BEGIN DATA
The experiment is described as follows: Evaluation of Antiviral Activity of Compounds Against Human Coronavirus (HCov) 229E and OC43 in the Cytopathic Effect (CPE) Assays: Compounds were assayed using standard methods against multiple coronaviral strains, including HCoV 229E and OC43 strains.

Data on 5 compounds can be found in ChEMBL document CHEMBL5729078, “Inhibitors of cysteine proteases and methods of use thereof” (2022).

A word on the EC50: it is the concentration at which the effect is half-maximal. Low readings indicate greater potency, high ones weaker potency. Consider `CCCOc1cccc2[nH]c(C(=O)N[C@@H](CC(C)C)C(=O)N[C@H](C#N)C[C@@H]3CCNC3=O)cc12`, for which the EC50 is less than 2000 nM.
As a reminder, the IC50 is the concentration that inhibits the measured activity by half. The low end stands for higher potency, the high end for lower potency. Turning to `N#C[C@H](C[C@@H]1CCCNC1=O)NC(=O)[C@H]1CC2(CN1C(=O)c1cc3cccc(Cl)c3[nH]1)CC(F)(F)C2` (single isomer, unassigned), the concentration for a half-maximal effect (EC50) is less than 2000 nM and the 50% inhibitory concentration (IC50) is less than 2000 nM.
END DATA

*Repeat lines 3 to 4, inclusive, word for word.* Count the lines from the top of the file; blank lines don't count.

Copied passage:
A word on the EC50: it is the concentration at which the effect is half-maximal. Low readings indicate greater potency, high ones weaker potency. Consider `CCCOc1cccc2[nH]c(C(=O)N[C@@H](CC(C)C)C(=O)N[C@H](C#N)C[C@@H]3CCNC3=O)cc12`, for which the EC50 is less than 2000 nM.
As a reminder, the IC50 is the concentration that inhibits the measured activity by half. The low end stands for higher potency, the high end for lower potency. Turning to `N#C[C@H](C[C@@H]1CCCNC1=O)NC(=O)[C@H]1CC2(CN1C(=O)c1cc3cccc(Cl)c3[nH]1)CC(F)(F)C2` (single isomer, unassigned), the concentration for a half-maximal effect (EC50) is less than 2000 nM and the 50% inhibitory concentration (IC50) is less than 2000 nM.